Our Lord Prays for His Own: Thoughts on John 17 by Marcus Rainsford

 Highly Recommended

 

This book is a Kregel Classics reprint of a classic book on Jesus’ high priestly prayer.   The work was originally written in the 19th century by Rainsford, an Irish preacher who was a contemporary of D.L. Moody.  In 1866 he was called to London where he remained and while there was a co-worker of Moody when Moody spoke in that city.    Writing about his father, Rainsford’s son William said, “The evangelicals of the 19th century were the spiritual heirs (of Whitfield and Wesley).  They too protested against the worldliness, ignorance and supineness of the national church, and when all preferment was denied them, they went outside Episcopal boundaries, preaching on the streets and in the cottages of the poor” (Introduction p. 27).

 

Rainsford proves to be an inspiring and insightful commentator, as one would expect in a book that has been declared a classic.   However, this volume is not for the faint of heart as it runs to 450 pages.    Reading it as I did over a period of weeks in conjunction with a weekly class was a great way to digest the material.   There was little repetition as Rainsford covered a phrase or a sentence at a time.

 

His outline of the prayer is helpful.  For example, as he discussed verse nine, he listed five pleadings on the grounds of which Jesus makes his prayer.   This passage also indicates the well-organized mind from which his thoughts flowed.   He is rarely difficult to follow.   While Bible quotes remain in KJV, the language of the book’s text is modern.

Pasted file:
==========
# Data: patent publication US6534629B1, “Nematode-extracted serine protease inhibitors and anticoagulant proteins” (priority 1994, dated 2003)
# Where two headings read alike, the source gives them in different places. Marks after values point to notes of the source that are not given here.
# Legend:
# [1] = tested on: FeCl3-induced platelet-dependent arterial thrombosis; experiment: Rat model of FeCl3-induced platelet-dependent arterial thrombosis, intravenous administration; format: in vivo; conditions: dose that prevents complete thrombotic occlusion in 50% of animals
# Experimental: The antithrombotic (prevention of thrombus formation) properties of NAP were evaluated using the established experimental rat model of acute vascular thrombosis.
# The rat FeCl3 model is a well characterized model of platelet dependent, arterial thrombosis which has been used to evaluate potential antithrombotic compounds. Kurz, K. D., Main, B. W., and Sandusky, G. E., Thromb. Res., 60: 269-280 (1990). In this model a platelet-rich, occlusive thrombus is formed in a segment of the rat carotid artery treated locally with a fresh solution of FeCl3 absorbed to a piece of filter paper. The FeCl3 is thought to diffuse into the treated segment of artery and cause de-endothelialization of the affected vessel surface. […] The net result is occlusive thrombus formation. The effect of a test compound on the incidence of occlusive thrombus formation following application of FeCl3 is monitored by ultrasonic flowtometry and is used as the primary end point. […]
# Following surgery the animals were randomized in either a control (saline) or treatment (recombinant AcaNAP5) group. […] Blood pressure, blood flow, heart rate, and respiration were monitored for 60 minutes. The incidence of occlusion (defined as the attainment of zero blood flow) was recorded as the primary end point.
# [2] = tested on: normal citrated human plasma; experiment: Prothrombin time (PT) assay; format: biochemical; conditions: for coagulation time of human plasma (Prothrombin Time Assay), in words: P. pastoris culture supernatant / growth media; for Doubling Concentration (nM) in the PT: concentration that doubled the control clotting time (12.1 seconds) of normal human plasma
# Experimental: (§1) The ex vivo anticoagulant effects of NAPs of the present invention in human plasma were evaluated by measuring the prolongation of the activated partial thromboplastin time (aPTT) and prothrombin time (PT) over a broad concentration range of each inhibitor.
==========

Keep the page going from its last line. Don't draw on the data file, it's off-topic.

What mighty pleadings are here! He pleads, the occasion – “The hour is come” (next day he was to die). He pleads his relationship, “Father, the hour is come.” He pleads His commission, “Thou hast given him power over all flash, that he should give eternal life to as many as God has given him.”  He pleads His consecrated life, “I have glorified the on the earth,” “ I have manifested thy name.”  He pleads His finished work, “I have finished the work would start gavest me to do… I have kept them in thy name;” I am now about to wash their sins away; glorify Thy Son by receiving my sacrifice; let the fire of accepting love come down upon the altar and the offering, and then, Father, “glorify thou me with thine own self, and with the glory which I had with thee before the world was…that thy Son also may glorify thee (p 148).”

 

Often Rainsford is absolutely eloquent. Take for example this passage commenting on the phrase, “that the Scripture might be fulfilled.”    This passage also illustrates the passion with which Rainsford writes.   Such ardor for God and for his Word is one reason he is so worth reading.

 

The Scripture must be fulfilled; every prediction infallibly accomplished, every promise carried out to the letter; every warning and every threatening fulfilled, according to the faithfulness and the sincerity of Him whose warning, whose threatening and whose Word it is. What can hinder? Is God not powerful enough to keep his word? Is he not faithful enough to keep his word? Where shall we go for a single example or instance where he failed to keep his word (p. 224)? 

 

Those who take time to read this book will find their understanding of the Christian life, of the Trinity, of Jesus sacrifice for us, and of prayer itself greatly expanded.   They will be enriched, edified and encouraged in their own Christian walk.  We used it for the basis of a weekly prayer group study on John 17.  I highly recommend this book.

 

 

 

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